The thing note, however, is that both men acknowledged that it was neither an easy calling or one that everyone was suited for.  When Jesus’s own disciples comment that it would be better to remain unmarried, Jesus responded that “not all can accept this,” without any sense of condemnation (Matthew 19).  Similarly Paul wrote in his first letter to the Corinthian church (chapter 7), he notes that it is better to remain single, but that those who cannot control their lusts should get married.[1]  So as I read Christopher’s insistence that it’s not unfair of God to demand celibacy — especially lifelong celibacy — of certain people, I’m skeptical that his two examples of holy and celibate men would actually agree with him.

But the thing is, Christopher isn’t claiming that God is demanding lifelong celibacy of individuals, but of an entire class of people.  I have no problem believing that God called Paul, Jesus, or even Christopher Yuan to lifelong celibacy.  God places individual callings upon people all the time.  But to say that an entire class of people must remain celibate simply because of who they are drawn to when it comes to sex and romance[2] is an entirely different claim, and I think it’s a position that takes far more defense than Christopher offers.  I also think it takes far more appreciation of what one is claiming God demands of all gay and bisexual people and just how hard a road one is calling others to.

That last statement is pivotal to me.  What I see here is that some — either including Christopher or those who will be further emboldened by him — are trying to tell other people — and entire class of people, in fact — what God’s calling is for their lives.  I maintain that this is not how callings work.  Callings are not placed upon people by other individuals.  No, the things so placed are rightfully called burdens.  Callings are made not to classes of people, but to individuals by a god who draws that individual in, gives the individual a heart and desire for that calling, and fills that individual with a sense that while the calling may not always involve an easy road, it is entirely doable.  This is not what is being offered here in the chapter on holy sexuality.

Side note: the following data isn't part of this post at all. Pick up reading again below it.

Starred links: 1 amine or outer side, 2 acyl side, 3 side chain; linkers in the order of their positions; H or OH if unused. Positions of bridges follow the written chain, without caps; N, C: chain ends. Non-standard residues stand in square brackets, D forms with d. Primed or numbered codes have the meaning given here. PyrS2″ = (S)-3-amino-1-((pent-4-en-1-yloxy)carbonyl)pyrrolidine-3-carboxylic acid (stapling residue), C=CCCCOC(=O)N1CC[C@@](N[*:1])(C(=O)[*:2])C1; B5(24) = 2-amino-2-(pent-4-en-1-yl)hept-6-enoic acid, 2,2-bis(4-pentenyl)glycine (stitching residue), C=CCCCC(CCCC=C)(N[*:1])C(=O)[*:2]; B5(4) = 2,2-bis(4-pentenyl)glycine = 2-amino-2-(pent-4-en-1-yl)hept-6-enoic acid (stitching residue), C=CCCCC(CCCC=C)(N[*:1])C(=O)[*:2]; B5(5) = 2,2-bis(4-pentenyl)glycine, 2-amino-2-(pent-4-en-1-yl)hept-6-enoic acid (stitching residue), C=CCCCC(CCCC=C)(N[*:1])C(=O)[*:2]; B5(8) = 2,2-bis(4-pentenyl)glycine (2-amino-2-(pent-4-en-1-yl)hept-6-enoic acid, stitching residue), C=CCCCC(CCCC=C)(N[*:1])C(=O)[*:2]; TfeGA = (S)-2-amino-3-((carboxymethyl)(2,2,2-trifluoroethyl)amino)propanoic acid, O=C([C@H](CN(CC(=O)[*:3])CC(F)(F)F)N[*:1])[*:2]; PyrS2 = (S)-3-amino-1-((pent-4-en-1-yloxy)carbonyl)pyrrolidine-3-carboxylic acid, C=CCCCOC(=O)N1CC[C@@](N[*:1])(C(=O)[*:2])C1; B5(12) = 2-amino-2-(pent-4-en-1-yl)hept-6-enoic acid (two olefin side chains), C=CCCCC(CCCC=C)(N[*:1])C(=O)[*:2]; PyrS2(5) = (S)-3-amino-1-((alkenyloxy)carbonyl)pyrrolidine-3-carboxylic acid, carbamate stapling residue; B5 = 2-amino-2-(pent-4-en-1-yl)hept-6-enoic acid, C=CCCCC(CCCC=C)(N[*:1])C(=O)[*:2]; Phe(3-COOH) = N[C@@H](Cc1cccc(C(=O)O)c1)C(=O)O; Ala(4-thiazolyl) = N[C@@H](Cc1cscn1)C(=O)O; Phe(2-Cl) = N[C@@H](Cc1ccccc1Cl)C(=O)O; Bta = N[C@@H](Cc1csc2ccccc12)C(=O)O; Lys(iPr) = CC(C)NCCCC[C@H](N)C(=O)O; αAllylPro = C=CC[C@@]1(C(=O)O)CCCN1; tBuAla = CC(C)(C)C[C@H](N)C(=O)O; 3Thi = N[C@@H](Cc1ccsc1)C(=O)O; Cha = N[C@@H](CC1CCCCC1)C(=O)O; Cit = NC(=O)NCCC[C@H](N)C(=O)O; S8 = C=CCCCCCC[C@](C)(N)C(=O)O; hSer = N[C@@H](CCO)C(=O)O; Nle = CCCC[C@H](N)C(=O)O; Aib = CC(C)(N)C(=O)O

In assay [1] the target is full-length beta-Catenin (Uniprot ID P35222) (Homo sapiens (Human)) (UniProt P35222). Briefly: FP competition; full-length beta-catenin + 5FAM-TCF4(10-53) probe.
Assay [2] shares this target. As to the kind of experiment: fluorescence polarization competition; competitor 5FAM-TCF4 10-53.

As I’ve referred to the chapter’s title which invokes the word “holy,” let’s look at the statement popularized by some Exodus leaders and repeated in this chapter:

“The opposite of homosexuality is not heterosexuality, but holiness.”

My problem with this statement is that it reduces holiness — a complex and wondrous topic — to a mere question of not having sex or at least not having the wrong kinds of sex.  It reduces the idea of holiness in sexuality to following the right rules, avoiding the right taboos, and so on.  It does nothing to illuminate what makes sex or sexuality holy — sacred to and glorifying of the Divine — which makes it hard to accept the unsubstantiated statement[3] that the holiness of one’s sexuality or sexual activity is affected by the gender of one’s partner(s).

I wish Christopher the best in following what he believes that God has called him to.  But I would ask him not to attempt to universalize that calling for all gay people or allow others to use his story to do so.  It’s simply not his or their place.

Notes:
[1]  Not exactly a ringing endorsement for marriage as a sacred institution, is it?